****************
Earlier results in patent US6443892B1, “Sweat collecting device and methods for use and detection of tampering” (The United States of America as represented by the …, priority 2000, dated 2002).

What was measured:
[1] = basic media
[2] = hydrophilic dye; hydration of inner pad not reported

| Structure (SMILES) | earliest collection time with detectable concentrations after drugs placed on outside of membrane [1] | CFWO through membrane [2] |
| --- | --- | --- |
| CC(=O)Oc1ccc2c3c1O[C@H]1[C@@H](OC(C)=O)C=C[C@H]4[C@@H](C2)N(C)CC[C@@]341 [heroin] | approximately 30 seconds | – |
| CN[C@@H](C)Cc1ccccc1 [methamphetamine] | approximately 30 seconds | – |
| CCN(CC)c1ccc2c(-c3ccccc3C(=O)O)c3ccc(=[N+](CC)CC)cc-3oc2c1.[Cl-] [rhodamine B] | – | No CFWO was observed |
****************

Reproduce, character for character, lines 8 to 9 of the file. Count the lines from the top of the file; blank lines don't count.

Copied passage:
| CN[C@@H](C)Cc1ccccc1 [methamphetamine] | approximately 30 seconds | – |
| CCN(CC)c1ccc2c(-c3ccccc3C(=O)O)c3ccc(=[N+](CC)CC)cc-3oc2c1.[Cl-] [rhodamine B] | – | No CFWO was observed |